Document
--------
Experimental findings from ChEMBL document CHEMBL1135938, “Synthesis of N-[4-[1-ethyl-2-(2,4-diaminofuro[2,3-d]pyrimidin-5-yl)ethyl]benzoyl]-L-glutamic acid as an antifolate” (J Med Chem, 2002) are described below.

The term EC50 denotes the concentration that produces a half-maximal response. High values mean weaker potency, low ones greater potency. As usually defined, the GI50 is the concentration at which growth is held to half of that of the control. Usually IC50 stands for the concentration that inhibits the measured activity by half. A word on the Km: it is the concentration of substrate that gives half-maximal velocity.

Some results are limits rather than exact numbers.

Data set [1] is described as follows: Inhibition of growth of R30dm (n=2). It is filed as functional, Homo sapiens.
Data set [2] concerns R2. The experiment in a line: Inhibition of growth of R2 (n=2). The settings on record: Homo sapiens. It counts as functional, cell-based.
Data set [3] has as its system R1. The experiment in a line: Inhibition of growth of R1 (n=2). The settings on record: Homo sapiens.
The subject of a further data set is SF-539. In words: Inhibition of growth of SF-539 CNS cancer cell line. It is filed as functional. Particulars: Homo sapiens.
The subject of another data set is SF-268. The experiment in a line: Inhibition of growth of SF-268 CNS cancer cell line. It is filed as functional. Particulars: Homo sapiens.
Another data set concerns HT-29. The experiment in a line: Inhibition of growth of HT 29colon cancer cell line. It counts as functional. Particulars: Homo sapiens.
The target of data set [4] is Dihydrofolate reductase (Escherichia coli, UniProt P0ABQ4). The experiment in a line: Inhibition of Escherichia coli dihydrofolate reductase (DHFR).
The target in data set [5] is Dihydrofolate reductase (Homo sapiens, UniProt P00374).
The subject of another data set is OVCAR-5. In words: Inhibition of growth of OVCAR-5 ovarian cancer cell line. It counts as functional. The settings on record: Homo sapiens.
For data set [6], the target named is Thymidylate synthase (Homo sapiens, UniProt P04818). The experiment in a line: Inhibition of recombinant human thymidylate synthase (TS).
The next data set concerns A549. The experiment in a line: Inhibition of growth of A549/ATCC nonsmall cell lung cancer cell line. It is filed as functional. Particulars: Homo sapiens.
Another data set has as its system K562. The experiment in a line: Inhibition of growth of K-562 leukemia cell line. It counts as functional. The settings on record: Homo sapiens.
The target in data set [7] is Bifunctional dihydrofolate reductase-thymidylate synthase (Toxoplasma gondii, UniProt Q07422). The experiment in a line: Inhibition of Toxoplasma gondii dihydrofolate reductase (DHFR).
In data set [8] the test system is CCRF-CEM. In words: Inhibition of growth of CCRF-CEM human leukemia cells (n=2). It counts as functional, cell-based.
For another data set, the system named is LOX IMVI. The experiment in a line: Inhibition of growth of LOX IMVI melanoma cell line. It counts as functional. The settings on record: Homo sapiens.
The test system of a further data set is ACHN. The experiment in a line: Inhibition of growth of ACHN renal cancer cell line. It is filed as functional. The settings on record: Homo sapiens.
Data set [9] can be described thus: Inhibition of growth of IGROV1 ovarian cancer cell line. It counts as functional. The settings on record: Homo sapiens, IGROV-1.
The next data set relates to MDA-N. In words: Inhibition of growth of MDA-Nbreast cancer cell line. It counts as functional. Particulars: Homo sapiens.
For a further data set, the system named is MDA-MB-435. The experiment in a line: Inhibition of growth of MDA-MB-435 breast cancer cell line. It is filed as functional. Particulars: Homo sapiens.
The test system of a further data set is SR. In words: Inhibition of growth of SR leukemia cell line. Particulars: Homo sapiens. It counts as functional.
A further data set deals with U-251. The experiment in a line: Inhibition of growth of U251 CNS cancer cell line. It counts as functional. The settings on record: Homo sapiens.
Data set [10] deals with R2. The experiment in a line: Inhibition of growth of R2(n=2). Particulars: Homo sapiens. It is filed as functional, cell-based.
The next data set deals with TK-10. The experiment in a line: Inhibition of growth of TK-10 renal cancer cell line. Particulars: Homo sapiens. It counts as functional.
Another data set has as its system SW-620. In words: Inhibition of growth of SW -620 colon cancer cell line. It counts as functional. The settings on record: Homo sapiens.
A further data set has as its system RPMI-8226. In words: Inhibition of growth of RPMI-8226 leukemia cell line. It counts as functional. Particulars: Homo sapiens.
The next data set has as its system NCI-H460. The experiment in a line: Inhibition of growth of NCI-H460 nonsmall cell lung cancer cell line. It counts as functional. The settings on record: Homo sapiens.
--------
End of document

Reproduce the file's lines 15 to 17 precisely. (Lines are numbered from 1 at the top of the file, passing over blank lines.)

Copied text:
Another data set has as its system K562. The experiment in a line: Inhibition of growth of K-562 leukemia cell line. It counts as functional. The settings on record: Homo sapiens.
The target in data set [7] is Bifunctional dihydrofolate reductase-thymidylate synthase (Toxoplasma gondii, UniProt Q07422). The experiment in a line: Inhibition of Toxoplasma gondii dihydrofolate reductase (DHFR).
In data set [8] the test system is CCRF-CEM. In words: Inhibition of growth of CCRF-CEM human leukemia cells (n=2). It counts as functional, cell-based.